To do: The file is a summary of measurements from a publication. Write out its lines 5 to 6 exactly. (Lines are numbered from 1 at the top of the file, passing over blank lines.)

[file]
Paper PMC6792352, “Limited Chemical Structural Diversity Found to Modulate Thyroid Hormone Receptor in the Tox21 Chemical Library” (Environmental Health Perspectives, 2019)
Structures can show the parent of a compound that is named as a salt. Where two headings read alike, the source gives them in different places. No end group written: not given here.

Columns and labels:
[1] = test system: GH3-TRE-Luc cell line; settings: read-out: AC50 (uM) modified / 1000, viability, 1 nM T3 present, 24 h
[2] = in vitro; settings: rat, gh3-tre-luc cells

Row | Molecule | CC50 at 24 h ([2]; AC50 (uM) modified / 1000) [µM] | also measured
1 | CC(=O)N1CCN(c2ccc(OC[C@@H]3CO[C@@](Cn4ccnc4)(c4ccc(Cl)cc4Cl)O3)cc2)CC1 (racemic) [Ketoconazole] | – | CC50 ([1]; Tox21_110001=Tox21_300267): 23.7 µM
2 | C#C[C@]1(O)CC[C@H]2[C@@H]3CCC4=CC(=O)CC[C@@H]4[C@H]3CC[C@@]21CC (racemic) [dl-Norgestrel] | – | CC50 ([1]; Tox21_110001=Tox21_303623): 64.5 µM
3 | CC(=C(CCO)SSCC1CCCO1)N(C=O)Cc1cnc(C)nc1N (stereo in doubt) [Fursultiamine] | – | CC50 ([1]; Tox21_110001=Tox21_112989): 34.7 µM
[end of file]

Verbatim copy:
[2] = in vitro; settings: rat, gh3-tre-luc cells

Row | Molecule | CC50 at 24 h ([2]; AC50 (uM) modified / 1000) [µM] | also measured